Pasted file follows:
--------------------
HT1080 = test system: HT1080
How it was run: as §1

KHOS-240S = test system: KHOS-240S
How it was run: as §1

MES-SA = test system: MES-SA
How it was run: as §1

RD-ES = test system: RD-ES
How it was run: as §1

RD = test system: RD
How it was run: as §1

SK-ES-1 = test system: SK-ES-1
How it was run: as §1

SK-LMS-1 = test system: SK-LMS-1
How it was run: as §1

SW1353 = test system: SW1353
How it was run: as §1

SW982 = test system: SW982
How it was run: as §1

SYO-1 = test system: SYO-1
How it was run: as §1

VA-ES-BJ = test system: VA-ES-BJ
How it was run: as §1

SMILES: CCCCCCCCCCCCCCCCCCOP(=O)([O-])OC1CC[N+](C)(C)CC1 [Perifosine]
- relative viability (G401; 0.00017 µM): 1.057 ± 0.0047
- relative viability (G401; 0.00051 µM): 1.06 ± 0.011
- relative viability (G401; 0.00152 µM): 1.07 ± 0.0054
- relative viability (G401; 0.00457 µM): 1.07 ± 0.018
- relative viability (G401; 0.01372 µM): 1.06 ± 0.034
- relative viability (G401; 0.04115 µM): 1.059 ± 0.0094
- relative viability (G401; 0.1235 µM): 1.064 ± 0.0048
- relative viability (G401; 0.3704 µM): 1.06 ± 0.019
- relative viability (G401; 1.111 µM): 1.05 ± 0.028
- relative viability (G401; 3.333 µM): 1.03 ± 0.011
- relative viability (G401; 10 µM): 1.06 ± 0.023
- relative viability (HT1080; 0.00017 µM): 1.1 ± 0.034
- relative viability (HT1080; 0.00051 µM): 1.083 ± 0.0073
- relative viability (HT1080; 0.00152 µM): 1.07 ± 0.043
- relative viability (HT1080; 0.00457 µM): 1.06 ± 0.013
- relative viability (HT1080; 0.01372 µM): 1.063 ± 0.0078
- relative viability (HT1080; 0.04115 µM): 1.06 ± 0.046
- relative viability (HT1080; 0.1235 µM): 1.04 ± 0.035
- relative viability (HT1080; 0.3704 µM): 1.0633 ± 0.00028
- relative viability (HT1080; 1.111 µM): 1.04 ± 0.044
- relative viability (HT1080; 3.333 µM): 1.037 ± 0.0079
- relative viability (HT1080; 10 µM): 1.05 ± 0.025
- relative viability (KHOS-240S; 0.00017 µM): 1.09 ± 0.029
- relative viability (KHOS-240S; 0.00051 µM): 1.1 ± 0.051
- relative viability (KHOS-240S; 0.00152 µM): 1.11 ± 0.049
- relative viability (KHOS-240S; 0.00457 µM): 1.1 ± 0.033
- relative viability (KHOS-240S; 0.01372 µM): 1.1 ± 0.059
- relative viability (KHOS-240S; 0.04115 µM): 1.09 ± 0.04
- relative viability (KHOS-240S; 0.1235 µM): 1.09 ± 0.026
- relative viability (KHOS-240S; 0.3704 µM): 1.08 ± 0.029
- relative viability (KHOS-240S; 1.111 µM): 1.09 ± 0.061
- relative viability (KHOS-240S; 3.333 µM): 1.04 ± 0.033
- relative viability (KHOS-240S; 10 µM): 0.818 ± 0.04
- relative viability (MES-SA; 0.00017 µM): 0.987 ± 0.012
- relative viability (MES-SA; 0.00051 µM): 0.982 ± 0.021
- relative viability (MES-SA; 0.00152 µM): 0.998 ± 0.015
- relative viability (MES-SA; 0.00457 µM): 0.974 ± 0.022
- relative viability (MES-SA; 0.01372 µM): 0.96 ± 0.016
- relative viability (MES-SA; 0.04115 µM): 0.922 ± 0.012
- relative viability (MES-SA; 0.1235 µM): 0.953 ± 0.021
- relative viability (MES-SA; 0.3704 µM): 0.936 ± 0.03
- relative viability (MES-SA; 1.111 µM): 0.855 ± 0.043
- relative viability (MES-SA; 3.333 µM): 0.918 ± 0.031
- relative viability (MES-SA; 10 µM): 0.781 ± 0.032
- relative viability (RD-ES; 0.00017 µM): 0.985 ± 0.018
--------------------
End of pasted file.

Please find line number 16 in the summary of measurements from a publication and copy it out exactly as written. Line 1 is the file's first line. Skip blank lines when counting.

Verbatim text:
How it was run: as §1